But the vast majority of American's (and people all over the world) don't live in rural areas, they live in big urban cities. I've lived in my appartment (which I own) for three years now - I know the name of one of my 50-something neighbours and I've had two conversations with her - ever.
That's the (sad) reality of citylife. Most people don't HAVE the kind of communities you describe to rely on. If doctors acted like you suggest - even in a city like Cape Town, the doctor would be bankrupt because people wouldn't be able to pay and nobody but their relatives would help and they aren't likely to be able to help that much either.

Either way - I have never favored fully socialized healthcare, I even agree with you that everything does have a price and Doctors put in massive time and money to become doctors and deserve to be rewarded for it.
What I do favor is universal health care. That means - anybody, and everybody can get any life-saving treatment - always.

It's a big enough burden on hospitals just to keep the E.R. doors open so they can treat accident victims and people with heart attacks. There is no way they can do something that takes months of preparation and costs more than 200 thousand US dollars (like say bone-marrow transplants) unless they can be sure of getting paid - the hospital that donates that to one patient is doing a massive disservice to all the others.

I would prefer to see a system here where the richest of the rich and go to the same hospitals as the poorest of the poor - by seeing our state hospitals improve so nobody needs private ones anymore, and the doctors are BETTER paid than the private doctors now. I want to see my nation grow to where we have near zero unemployment, and we all pay taxes - if we can do this with the taxes of only one fifth of the people... imagine what we could do if we had 80% of us paying into that fund ?

But honestly - I couldn't care less HOW the healthcare system works, I don't care what ideology drives it. I care about results.
I want to live in a country where every aids-orphan is guaranteed his anti-retrovirals. I want to live in a country where every sick old lady is guaranteed her pain meds - even in this day where many of them haven't seen their children in decades and live on a pittance of a pension. Where a leukemia patient can worry ONLY about finding a donor, not about finding money to pay for care.

I would really love to live in a world where cities are as caring and community orientated as rural towns are... but that is probably never going to happen. So we have to find other ways to care for the weakest in our society. The sick, the disenfranchised and the suffering.
I don't think the healthcare reform bill is meant to help the good folk of New England, but how about the poor folk of Harlem and South Central ? Do you really think the system works for them like it does for you ? Surely you're not that naive... I've been in South Central, walked in it's streets with my white skin and all without fear ... and I saw horrors - not the kind you expect from watching cops. I saw the kind I expect to see in Zimbabwe.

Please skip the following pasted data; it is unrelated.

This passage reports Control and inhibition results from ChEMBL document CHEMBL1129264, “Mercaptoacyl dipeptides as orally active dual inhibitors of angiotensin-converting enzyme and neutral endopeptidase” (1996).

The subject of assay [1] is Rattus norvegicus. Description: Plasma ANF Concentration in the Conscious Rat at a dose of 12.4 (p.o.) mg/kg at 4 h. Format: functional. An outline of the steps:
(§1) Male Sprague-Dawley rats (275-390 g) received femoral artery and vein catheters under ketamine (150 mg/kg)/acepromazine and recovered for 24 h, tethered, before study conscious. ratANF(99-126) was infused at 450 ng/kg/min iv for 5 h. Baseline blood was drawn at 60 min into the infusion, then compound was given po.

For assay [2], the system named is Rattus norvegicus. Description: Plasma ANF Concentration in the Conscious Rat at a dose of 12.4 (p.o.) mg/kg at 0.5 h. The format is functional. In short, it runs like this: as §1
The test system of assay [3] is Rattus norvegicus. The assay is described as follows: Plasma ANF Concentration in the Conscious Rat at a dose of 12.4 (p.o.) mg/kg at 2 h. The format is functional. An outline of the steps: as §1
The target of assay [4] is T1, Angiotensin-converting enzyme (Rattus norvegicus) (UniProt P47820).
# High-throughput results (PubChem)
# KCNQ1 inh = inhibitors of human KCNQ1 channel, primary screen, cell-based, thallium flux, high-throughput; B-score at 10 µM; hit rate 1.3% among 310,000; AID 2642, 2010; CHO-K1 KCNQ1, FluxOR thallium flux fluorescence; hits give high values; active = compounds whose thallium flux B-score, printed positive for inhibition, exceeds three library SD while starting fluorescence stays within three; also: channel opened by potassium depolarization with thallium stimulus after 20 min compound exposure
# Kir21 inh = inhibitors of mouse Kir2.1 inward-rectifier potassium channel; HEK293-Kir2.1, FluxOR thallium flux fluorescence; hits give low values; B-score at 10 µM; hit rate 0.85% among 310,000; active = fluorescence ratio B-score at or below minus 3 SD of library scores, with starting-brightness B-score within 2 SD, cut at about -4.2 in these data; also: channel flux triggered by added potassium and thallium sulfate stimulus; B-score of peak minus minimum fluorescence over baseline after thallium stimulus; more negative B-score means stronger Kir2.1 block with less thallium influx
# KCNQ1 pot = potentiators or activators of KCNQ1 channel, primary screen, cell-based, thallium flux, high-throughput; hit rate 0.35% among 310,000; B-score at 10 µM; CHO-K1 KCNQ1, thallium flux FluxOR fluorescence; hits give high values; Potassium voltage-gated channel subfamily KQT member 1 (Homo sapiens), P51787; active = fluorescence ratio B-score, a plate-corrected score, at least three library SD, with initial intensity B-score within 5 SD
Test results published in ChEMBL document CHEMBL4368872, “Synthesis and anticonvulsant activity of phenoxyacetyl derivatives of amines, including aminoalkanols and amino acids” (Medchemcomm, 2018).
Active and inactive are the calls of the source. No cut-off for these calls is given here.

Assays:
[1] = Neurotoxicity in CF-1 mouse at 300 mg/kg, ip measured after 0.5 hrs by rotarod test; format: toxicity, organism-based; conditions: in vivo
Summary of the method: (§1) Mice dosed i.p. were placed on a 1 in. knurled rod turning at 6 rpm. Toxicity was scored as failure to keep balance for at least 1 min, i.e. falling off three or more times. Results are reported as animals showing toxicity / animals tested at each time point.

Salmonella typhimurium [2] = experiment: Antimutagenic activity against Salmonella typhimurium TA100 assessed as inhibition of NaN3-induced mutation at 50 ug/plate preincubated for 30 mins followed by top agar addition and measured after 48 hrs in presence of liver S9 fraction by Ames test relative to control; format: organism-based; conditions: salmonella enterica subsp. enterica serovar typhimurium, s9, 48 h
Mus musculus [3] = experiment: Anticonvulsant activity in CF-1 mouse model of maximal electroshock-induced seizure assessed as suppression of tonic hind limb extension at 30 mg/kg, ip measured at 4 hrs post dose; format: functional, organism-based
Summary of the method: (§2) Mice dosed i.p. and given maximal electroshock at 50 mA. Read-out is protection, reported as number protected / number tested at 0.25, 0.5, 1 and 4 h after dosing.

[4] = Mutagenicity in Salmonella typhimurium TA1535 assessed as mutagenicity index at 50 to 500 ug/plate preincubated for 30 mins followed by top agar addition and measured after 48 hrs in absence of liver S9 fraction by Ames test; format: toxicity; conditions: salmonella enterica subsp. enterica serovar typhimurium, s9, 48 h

The difference is, the healthcare system in Zimbabwe has an excuse - a corrupt tyrant who destroyed the economy. The healthcare system in LA has no excuse for being bad enough to let those things happen.
I actually suggest you watch Sicko. Sure it's got a dose of propaganda, if you prefer ignore all the bits about other countries - but look at how your system is treating the majority of your own fellow countrymen.

Oh - and for the record, everything you said about American cultural history can be just as easily said of Afrikaans cultural history. My people, the great freedom seekers ended, who fought against despotic British rule just like your ancestor, ended up inventing appartheid and rationalizing it as the only way to protect that freedom.
Our history is a tool to learn from, it's not an excuse for our mistakes. My culture and yours are incredibly alike (after Middle America, the Afrikaans community in South Africa is probably the last places on earth where educated people are still creationists). Like you we started out as Dutch colonists who were usurped by British rule. Like you we fought back our freedom, over and over and over we had to fight. We only really became self-ruling in 1961... and then we became despots ourselves... just like you.
But we realized where we were going, and we gave up the power voluntarily. We handed it over to a democratic vote and stepped back when we saw what our plan was leading to. America it seems, has yet to learn that lesson. Fighting for a noble cause like your ancestors did, is a complete waste of time if you end up becoming exactly what you fought against - and you have. America has toppled countless democratic governments in the last century - to replace them with dictators because those democratic governments held policies that served their own interests rather than America's (Nicaragua, Brazil, Panama, Iraq in the 80's... the list goes on). The rest of the world doesn't just dislike Americans... we fear America. We fear the imperialistic empire you are turning into.
As long as I, in my little city on the Southern tip of Africa HAS to care who you elect as president, because his choices could destroy my life... don't expect me not to like it.